On 26th April, the U.S. Senate approved a draft Farm Bill for the period 2013-2017. For milk, this text suggests volume management administered by the Department of Agriculture (USDA).
Specifically, the mechanism would be based on a system of direct aids coupled with production control: when the cost of feed increases above that of the floor price set for milk, the USDA pays premiums to producers, who in return, must agree to limit their production until the market recovers. This system would be on a voluntary basis.
Of course, the Senate draft is still awaiting approval by the House of Representatives and may be amended due to divisions on the draft within the agricultural and agri-food sectors and tensions between the House of Representatives (Republican tendencies), and the Senate. But even though the modalities might vary, the principles will not be called into question.
Yet again, the European Union (EU), committed to liberalizing the dairy sector, with the elimination of quotas in 2015, is out of step. The U.S. proposal reflects not only the different directions taken by the ongoing reforms in the U.S. and Europe, but also a certain paradox.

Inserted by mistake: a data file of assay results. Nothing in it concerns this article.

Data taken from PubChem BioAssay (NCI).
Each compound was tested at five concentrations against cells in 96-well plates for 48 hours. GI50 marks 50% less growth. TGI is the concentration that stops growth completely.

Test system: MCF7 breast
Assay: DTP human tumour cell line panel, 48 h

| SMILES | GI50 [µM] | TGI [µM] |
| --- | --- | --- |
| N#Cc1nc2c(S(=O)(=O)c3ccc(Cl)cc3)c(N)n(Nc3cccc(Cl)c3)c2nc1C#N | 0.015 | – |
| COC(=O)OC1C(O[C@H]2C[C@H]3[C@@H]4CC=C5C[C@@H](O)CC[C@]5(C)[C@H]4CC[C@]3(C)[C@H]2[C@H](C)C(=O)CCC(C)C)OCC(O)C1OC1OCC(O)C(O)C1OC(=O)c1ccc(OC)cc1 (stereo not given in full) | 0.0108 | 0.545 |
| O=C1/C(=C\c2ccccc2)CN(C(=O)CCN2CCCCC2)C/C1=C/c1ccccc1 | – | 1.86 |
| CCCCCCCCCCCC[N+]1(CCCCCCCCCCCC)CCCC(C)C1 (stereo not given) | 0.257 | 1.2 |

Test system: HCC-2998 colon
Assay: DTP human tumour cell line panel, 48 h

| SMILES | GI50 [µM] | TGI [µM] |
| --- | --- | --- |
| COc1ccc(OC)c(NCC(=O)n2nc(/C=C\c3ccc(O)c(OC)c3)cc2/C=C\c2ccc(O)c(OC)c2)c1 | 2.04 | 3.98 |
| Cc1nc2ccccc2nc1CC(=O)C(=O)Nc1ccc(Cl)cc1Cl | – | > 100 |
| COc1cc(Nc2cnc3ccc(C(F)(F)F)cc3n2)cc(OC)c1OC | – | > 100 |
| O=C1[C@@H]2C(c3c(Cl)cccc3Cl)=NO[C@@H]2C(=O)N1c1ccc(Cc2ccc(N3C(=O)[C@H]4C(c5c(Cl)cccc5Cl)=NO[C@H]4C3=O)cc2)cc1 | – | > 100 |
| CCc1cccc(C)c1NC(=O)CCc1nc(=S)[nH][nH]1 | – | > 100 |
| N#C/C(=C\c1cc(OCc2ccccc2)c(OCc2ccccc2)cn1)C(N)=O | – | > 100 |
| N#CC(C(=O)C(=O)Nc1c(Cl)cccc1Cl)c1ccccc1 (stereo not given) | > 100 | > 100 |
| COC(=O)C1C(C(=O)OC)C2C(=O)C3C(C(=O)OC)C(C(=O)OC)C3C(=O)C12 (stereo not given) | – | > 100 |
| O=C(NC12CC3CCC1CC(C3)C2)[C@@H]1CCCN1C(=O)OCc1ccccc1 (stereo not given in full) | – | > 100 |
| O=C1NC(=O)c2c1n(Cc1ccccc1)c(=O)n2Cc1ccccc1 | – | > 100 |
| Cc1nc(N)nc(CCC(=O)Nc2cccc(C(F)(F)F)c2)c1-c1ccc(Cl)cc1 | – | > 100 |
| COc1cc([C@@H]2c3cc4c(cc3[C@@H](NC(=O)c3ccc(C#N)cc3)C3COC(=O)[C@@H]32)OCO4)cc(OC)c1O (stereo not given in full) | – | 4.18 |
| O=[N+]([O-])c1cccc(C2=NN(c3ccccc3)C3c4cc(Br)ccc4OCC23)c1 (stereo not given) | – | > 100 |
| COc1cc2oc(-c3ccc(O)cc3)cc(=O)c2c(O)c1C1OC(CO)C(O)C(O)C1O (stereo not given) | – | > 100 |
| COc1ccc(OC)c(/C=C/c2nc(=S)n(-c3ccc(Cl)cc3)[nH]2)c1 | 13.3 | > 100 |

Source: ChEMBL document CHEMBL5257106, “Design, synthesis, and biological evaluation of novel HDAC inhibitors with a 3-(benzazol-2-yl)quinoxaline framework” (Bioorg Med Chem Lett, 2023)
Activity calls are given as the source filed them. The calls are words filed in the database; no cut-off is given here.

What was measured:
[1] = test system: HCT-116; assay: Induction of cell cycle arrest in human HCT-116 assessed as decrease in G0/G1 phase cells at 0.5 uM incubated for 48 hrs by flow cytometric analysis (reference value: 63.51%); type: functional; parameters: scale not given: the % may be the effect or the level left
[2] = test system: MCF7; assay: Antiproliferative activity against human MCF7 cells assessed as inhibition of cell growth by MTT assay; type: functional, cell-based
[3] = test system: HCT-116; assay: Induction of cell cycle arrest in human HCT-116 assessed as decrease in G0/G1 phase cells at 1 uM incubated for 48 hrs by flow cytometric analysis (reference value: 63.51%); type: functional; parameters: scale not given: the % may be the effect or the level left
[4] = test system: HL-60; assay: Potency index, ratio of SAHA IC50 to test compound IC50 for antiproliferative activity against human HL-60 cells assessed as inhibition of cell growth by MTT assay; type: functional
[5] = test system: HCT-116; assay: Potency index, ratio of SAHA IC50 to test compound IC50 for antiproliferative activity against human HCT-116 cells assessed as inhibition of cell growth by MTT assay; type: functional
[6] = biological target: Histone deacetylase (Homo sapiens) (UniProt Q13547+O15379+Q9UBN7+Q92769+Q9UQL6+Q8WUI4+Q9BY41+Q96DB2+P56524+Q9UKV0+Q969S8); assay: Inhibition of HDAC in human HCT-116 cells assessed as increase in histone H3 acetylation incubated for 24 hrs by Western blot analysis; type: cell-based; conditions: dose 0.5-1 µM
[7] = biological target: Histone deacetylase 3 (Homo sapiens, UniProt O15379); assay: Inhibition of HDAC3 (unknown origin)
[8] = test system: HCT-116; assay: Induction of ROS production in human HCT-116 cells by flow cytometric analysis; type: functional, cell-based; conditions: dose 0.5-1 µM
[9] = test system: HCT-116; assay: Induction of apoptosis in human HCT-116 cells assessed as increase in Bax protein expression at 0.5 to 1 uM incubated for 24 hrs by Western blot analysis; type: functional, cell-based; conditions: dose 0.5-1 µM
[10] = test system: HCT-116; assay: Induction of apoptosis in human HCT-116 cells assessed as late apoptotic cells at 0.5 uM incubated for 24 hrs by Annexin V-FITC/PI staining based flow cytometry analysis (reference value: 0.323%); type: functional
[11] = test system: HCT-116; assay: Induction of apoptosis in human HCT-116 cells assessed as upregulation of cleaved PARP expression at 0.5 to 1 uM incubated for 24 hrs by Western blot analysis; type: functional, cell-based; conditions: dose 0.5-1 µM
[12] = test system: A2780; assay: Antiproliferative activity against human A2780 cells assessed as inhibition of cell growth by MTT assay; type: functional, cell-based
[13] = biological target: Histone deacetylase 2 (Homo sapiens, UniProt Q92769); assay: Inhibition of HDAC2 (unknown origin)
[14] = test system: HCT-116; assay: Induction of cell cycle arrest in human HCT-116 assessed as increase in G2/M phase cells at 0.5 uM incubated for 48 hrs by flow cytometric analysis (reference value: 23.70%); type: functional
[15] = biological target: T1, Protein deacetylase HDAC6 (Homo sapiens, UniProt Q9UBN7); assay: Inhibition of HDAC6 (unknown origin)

While the U.S. is often seen as the homeland of economic liberalism, who have often criticized the EU for being too interventionist, this proposal shows that the U.S. is above all, practical and pragmatic. They continue to say that free trade is the best possible form of market organization but, when markets dysfunction, as is the case for milk, the U.S. government does not hesitate in regulating them. Whenever their interests are at stake, and this is the case for most agricultural markets, the United States react with pragmatism.
No need to wait to find out which strategy, American or European, will be better at stabilizing the milk market! Recent history demonstrates that the dismantling of regulatory mechanisms is a risky option, because agricultural markets do not self-regulate. The potential fiscal gains to be derived from such a policy would very weak compared with the cost induced by a subsequent crisis.
Also, while the European deadline of 2015 is fast approaching, it would be wise to reassess the relevance of CAP reform in terms of the current economic climate and the recent directions taken by the United States, whose interventionist practices are rarely devoid of economic and… strategic justification.